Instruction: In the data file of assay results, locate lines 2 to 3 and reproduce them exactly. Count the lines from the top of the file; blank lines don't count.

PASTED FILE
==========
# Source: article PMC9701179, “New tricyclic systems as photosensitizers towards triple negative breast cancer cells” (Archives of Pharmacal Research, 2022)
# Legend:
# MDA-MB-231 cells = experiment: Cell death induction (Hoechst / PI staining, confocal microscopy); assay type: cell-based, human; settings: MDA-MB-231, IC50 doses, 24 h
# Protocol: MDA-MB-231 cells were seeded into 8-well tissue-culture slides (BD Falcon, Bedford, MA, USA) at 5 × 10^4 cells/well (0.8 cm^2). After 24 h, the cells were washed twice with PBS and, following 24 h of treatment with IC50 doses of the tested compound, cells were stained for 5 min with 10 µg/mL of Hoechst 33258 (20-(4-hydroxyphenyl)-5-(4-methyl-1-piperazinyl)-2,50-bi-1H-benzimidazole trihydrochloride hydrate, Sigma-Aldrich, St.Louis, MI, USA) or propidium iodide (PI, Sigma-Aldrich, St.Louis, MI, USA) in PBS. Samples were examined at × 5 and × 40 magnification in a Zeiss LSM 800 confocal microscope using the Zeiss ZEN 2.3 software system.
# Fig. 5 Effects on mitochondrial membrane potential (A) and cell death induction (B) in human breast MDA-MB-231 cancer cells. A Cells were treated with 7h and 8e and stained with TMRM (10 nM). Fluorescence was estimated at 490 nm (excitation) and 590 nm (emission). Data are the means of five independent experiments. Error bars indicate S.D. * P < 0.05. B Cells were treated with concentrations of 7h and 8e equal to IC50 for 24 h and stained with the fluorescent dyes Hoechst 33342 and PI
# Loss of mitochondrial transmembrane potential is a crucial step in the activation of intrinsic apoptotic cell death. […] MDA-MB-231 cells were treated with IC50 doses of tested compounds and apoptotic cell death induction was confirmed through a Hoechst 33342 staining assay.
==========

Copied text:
# Legend:
# MDA-MB-231 cells = experiment: Cell death induction (Hoechst / PI staining, confocal microscopy); assay type: cell-based, human; settings: MDA-MB-231, IC50 doses, 24 h